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Today’s “tool tale” comes to us from this year’s ITP Summer Camp, which kicked off in New York yesterday.

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Over the next couple of weeks I’ll be posting from the ITP Summer Camp. If you haven’t heard of ITP before the best way to describe it is as the “centre for the recently possible,”  ITP is  is a two-year graduate program located in the Tisch School of the Arts at NYU whose mission is to explore the use of technology, and how it can augment, improve, and bring delight and art into people’s lives.

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Kate Hartman welcoming the campers to ITP.

Every summer for the last few years they’ve run a summer camp,  a four week crash course for people with day jobs — non-student makers, artists, musicians, creatives of all sorts. Courses, workshops and lectures are held on evenings and weekends, and people are encouraged to sit down and make stuff.

Yesterday this year’s camp kicked off with a series of how to introductions, basic “Hello World” courses, giving introductions to soldering, Arduino, Processing, 3D printing, and how to use their laser cutter.

ITP has an Epilog Mini 24 — a 50 Watt desktop laser cutter with a large 24-inch × 12-inch platform. Capable of cutting a wide range of materials, from woods to plastics and acrylics, paper and leather, and etching sturdier materials like metals the cutter is an amazing piece of kit.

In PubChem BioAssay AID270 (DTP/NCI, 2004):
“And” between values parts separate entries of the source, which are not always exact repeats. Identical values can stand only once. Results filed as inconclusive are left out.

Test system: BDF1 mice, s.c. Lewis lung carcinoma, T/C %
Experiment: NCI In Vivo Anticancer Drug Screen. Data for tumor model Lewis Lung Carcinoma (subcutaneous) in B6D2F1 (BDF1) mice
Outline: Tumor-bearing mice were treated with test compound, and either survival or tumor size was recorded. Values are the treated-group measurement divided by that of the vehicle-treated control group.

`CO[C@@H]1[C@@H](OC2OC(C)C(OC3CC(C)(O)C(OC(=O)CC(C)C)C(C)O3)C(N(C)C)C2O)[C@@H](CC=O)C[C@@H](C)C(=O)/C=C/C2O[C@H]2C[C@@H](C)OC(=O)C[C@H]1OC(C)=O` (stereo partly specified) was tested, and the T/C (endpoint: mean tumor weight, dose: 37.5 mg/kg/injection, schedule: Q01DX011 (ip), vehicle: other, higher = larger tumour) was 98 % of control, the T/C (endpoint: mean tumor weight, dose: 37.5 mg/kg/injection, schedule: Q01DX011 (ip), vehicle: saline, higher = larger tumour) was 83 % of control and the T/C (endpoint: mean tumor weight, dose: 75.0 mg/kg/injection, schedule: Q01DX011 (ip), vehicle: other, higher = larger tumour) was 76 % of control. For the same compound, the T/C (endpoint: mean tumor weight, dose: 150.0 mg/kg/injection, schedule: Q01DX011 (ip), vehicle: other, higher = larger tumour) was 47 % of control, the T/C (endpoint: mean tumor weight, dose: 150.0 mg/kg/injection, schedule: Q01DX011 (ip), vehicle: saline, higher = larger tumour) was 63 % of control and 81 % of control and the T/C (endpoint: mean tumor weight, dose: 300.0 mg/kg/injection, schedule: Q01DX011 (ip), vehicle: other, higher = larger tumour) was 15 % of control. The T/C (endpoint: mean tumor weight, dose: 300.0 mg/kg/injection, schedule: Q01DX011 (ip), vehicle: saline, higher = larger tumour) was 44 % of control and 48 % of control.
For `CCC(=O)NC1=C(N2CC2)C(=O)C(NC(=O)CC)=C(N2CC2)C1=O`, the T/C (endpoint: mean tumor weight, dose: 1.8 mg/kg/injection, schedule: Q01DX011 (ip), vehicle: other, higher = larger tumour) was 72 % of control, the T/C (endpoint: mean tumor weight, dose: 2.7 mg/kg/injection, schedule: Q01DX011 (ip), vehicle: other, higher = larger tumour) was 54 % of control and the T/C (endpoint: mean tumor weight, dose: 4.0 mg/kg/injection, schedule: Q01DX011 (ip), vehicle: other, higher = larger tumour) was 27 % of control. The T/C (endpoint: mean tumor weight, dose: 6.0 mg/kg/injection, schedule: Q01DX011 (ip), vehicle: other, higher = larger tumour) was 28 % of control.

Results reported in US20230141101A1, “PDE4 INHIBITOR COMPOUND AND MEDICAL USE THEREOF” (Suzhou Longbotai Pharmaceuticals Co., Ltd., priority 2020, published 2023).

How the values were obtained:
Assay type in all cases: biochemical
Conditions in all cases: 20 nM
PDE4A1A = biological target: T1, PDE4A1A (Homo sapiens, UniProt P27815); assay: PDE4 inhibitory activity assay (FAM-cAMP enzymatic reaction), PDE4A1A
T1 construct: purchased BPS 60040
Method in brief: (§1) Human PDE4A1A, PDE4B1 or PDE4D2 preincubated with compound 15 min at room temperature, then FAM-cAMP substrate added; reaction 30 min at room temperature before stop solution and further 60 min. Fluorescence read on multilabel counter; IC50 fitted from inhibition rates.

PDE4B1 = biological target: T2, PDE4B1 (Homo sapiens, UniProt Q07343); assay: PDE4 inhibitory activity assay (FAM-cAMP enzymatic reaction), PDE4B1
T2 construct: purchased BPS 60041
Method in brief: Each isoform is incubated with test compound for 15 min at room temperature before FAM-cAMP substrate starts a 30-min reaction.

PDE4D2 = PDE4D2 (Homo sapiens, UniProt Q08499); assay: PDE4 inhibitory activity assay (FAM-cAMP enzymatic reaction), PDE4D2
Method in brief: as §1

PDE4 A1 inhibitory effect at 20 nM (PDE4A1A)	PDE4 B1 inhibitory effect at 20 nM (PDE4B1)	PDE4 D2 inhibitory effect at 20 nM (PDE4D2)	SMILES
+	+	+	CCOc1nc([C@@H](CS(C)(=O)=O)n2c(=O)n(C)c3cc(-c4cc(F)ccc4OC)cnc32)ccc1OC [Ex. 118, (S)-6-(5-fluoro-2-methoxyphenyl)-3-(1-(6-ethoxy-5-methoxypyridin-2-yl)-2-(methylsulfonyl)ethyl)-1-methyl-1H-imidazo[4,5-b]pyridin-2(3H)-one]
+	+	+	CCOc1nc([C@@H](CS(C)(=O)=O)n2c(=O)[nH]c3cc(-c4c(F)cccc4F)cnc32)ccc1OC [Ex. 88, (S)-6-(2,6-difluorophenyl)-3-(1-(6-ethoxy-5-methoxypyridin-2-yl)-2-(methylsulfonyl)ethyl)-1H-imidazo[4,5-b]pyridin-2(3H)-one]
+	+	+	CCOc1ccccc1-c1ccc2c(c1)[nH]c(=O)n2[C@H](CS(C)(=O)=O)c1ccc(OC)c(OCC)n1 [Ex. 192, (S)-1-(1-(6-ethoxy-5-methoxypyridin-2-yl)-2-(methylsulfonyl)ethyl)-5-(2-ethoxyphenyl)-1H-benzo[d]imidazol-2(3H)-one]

Trent Rohner talked us through how to use it for raster cutting, used for engraving and etching, and vector cutting, used for clean cuts through material. Pick a power, speed and frequency setting, all of which depend on the material you’re using, and you can drive it directly from Adobe Illustrator. Red lines indicate where the cutter should cut through the material, and black indicates where it should etch —and  you can use greyscale values to determine how deep it’s going to etch the material.

Although it’s probably taken the ITP crowd a huge amount of tinkering to get it up and working, certainly the compiled list of materials and settings indicate that it’s been an interesting journey, now they’ve done that it’s almost embarrassingly simple to use. Just grab the template file, open it in Illustrator, and create your design. Then hit print.

That something as powerful as a laser cutter can be this accessible shows how far things have come. Tools that were only available to large corporations are suddenly available to the maker in the street. We’re in the middle of a revolution where the space between ideas and final products is shrinking, and tools like the desktop laser cutter at ITP are causing it.

Interestingly ITP also has a much larger self-built 120 Watt cutter that’s not in full time use quite yet, although it was actually designed and built during last year’s summer camp, as it’s lacking the correct venting. Maybe we can fix that at this year’s camp.

Alasdair Allan

Alasdair Allan is a scientist, author, hacker and tinkerer, who at the moment is spending a lot of his time thinking about the Internet of Things. In the past he has mesh networked the Moscone Center, caused a U.S. Senate hearing, and contributed to the detection of what was—at the time—the most distant object yet discovered.


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